Also known as: Bell, Jalapeno, Serrano, Ghost, and so many more
Likes: Seeing the effect he has on you
Dislikes: Cold, it goes against his fiery nature
Hobbies: Brightening up the garden and your everyday dishes
Find him: Spicing up dishes around the world, from Pad Thai to Enchiladas
Chili Pepper is one hot fruit! He’s been around for thousands of years, adding flavor and spice to dishes. With origins in South and Central America, he’s been key in the traditions of ancient cultures, as well as changed the face of food the world over as he made his way across the oceans to help create new culinary traditions.
Chili Pepper’s not just a fiery fruit; he brings a host of health benefits to your diet, too. The compound that gives him his tear and sweat-inducing burn, capsaicin, also happens to be a powerful antioxidant, showing promise at improving circulation, fighting inflammation, relieving pain and fighting certain kinds of cancer cells. On top of that, Chili Pepper is a great way to get vitamins A and C. For those who would rather steer clear of the spice and still get some health benefits, opt for bell peppers. Bell peppers are good sources of fiber, folate and vitamin K, on top of the vitamin A and C. For the more adventurous diners, a little Serrano might be a good choice for an extra dose of capsaicin to really get you moving.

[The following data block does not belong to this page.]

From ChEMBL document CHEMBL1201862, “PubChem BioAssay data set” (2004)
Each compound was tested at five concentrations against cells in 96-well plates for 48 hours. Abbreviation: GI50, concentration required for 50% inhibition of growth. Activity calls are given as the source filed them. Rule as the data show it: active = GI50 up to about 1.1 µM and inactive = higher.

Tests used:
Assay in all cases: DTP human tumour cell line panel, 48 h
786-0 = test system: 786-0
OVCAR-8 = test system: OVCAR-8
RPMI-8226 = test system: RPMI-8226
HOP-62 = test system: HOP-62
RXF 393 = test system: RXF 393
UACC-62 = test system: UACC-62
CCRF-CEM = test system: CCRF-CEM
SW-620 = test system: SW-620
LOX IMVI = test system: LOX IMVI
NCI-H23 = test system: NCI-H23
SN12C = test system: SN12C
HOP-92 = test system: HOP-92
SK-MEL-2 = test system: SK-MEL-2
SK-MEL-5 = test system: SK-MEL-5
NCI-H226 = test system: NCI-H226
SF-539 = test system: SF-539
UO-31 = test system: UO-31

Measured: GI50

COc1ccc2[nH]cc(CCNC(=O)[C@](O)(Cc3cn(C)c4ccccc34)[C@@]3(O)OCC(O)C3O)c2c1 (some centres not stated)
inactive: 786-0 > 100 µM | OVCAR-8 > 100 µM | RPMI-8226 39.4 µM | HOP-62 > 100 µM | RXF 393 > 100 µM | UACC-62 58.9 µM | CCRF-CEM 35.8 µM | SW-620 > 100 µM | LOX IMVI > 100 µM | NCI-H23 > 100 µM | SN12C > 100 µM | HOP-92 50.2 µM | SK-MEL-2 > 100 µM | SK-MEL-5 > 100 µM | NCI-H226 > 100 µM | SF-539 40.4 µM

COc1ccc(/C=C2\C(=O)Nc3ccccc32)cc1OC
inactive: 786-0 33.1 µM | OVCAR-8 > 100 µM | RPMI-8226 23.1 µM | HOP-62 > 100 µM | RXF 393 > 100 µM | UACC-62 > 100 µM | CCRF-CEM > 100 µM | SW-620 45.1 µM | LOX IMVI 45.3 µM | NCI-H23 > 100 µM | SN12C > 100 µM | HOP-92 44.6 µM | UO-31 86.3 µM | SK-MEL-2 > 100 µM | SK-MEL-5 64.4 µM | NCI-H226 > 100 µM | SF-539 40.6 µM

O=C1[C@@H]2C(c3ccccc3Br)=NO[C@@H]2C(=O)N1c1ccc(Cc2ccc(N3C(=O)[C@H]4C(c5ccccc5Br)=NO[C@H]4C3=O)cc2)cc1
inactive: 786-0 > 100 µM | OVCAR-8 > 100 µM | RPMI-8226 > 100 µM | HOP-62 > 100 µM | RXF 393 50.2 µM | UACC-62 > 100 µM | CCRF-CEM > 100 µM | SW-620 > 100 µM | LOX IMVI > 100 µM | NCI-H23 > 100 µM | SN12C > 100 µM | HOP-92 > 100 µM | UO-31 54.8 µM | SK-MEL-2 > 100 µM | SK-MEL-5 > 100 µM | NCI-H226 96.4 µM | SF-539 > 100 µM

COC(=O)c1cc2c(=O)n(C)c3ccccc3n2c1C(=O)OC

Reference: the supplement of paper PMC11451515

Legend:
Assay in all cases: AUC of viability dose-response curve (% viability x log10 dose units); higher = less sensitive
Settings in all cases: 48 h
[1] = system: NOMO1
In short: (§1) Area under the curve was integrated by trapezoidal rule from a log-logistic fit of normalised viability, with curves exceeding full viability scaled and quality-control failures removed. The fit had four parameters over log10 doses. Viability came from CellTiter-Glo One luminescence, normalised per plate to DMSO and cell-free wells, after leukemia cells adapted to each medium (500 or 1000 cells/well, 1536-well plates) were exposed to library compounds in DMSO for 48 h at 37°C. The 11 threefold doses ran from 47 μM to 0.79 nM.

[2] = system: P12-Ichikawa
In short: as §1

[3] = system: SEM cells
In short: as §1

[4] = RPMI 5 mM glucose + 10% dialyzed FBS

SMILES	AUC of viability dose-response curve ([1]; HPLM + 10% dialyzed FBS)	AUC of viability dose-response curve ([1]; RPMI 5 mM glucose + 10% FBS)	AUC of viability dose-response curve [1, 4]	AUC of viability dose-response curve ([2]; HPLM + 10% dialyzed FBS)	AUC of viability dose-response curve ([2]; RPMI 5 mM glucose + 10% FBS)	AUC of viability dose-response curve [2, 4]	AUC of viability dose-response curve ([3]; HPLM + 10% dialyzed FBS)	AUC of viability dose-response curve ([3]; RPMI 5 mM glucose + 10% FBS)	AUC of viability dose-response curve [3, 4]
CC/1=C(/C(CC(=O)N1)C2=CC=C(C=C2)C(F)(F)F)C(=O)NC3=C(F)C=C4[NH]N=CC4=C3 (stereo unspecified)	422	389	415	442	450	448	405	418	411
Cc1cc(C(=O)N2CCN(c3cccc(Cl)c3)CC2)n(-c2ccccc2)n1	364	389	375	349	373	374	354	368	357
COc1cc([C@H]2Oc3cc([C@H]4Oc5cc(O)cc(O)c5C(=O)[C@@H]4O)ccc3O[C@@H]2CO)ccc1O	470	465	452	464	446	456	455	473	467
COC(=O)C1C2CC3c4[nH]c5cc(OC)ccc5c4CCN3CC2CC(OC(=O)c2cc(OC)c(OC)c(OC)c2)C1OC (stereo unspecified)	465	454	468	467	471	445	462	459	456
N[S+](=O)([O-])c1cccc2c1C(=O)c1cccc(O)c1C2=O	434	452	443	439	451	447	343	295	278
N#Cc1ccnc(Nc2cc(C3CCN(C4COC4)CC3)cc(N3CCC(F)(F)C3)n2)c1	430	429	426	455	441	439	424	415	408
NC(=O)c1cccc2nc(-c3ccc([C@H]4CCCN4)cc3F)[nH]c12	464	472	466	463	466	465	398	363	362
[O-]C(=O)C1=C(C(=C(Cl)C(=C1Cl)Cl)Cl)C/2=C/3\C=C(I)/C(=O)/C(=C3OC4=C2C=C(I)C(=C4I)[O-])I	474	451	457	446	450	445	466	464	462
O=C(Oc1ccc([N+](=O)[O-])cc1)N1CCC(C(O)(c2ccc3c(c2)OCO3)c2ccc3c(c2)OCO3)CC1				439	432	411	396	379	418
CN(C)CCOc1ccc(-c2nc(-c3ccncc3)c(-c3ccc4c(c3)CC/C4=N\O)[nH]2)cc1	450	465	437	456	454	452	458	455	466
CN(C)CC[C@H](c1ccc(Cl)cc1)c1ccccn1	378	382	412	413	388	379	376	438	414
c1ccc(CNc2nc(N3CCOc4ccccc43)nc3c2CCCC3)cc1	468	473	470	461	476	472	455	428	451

While Chili Pepper is currently being studied for his effects on weight loss, research is still preliminary. He’d rather you focus on his flavor enhancing abilities and the rush of endorphins he’s shown to induce… once the burn subsides.
To add a little Chili Pepper to your healthy diet:
- Fold sliced bell peppers into your morning omelet
- Scoop up chunky, spicy salsa with tortilla chips for a snack
- Stuff larger, mild peppers like bell or Anaheim with ground turkey and a whole grain
- Choose world cuisines like Thai, Indian and Mexican, known for using plenty of peppers